An organometallic reagent is a compound that contains a carbon-metal bond. The two most frequently used organometallic reagents are organolithium reagents, RLi, and Grignard reagents, RMgX. Both reagents have been and continue to be the most important reagents for forming carbon-carbon bonds. The popular Grignard, Aldol, and Wittig reactions all make use of organometallic reagents.
The most common routes for forming and using organometallic reagents are shown below.
Some organometallic reagents can be prepared by deprotonation of an appropriate carbon acid (R-H) with a strong base (Base– Metal+). Another useful method involves the reduction of an organic halide, R-Br, with a neutral metal, like Li or Mg (Victor Grignard, the discoverer of the latter reaction, was awarded the 1912 Nobel Prize in Chemistry for this discovery).
Once it is formed, the organometallic reagent can react with a range of carbon electrophiles to form new carbon-carbon bonds. This experiment illustrates the synthesis of a Grignard reagent, ArMgBr, from an aryl bromide, ArBr. The Grignard reagent is not isolated. Instead, it is immediately combined with CO2 (dry ice) to make an aromatic carboxylic acid, ArCO2H. Another experiment in this manual, Synthesis of Limonene, illustrates the deprotonation route used in the Wittig reaction.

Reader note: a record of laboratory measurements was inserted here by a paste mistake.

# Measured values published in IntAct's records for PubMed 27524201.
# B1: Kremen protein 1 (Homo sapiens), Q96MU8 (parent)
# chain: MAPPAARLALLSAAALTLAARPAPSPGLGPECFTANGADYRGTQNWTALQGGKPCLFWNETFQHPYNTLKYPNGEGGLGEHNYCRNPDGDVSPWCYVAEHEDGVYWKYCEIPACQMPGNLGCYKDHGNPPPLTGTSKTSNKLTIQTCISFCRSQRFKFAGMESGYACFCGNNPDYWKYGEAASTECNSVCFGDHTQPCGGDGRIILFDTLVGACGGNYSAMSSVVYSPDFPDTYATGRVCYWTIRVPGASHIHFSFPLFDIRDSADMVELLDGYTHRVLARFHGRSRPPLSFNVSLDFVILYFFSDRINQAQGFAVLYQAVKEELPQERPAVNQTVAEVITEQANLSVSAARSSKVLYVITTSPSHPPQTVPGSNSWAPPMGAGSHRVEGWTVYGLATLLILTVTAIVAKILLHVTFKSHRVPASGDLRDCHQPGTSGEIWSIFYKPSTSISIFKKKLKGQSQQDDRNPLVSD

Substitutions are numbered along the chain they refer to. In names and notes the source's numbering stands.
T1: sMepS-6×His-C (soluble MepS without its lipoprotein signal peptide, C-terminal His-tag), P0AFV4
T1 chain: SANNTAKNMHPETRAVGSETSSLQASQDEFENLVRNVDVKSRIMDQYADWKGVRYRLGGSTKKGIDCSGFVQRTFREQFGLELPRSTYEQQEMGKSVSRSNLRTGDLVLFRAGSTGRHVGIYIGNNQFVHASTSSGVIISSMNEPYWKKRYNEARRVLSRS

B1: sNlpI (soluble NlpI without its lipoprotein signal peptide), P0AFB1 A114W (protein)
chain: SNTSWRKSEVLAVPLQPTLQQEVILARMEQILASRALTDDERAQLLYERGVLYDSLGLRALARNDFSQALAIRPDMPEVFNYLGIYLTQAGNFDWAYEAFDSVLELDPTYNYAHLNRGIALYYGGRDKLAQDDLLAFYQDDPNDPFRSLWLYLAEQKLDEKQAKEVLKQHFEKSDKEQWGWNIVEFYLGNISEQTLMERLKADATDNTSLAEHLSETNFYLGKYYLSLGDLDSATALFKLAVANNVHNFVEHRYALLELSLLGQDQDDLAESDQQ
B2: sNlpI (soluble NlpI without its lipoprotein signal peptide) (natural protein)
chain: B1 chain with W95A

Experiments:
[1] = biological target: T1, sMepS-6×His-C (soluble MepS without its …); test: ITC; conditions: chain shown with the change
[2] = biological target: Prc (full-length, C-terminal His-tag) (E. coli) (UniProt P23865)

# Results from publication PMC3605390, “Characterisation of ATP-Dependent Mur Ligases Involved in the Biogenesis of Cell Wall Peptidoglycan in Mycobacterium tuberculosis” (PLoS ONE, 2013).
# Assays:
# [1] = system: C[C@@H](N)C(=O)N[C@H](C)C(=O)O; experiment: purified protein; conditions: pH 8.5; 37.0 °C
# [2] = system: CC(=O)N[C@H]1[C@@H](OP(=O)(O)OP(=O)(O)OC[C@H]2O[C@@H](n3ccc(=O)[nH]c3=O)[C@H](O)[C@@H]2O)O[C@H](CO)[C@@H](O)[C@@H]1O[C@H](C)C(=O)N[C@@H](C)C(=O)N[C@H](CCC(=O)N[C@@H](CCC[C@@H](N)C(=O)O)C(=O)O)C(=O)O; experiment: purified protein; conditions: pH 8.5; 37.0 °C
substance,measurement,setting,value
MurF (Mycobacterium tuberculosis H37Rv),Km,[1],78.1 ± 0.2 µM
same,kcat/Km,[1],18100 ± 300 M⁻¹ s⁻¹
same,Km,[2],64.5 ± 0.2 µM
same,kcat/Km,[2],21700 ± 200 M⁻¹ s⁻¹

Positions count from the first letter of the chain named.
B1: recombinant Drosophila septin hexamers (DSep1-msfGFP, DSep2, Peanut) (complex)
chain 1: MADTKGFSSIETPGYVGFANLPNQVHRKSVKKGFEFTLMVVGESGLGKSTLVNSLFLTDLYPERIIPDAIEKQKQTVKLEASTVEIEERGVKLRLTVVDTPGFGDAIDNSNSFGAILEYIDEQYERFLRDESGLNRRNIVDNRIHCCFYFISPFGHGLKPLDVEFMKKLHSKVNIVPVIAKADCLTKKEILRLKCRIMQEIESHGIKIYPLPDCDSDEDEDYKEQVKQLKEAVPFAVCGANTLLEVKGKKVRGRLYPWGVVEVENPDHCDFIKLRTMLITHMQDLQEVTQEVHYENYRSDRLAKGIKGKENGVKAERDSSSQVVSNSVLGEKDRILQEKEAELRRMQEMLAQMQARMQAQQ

Although organometallic reagents are useful, they are also highly reactive bases that react rapidly and irreversibly with water. Particular care must be taken to prevent contact between water and an organometallic reagent. You must carefully dry all glassware that will come into contact with the reagent, and remove traces of water from solvents and other reagents that will be mixed with the reagent. This experiment will use anhydrous diethyl ether, a commercially available solvent.
Synthesis of an Unknown Aromatic Acid
Six alternative starting materials will be provided for this reaction: bromobenzene (X = H), para-bromoanisole (X = 4-OCH3), meta-bromoanisole (X = 3-OCH3), 4-bromonitrobenzene (X = 4-NO2), 4-bromotoluene (X = 4-CH3), and 2-bromotoluene (X = 2-CH3). Groups of three students will be assigned three different aryl bromides. Each student will attempt to make the corresponding carboxylic acid. For example, bromobenzene should yield benzoic acid, while para-bromoanisole should yield para-anisic acid, etc.
The resulting carboxylic acids are solids so this experiment also provides a chance to revisit some of the experimental challenges of purifying and characterizing solids. Assuming you eventually obtain a solid product, you will attempt to purify it using a two-solvent recrystallization technique. Then you will identify your product using spectroscopic methods of your choice (IR, NMR, GC). In addition you will measure the melting temperature of your recrystallized product and compare it to the published melting point. Finally, you will combine your product with an authentic carboxylic acid sample, and measure “mixed melting points”. Mixing your product with more of the same should not affect its melting point. Mixing your product with a different carboxylic acid, however, should give a mixture that begins melting at a lower temperature and melts over a broader temperature range.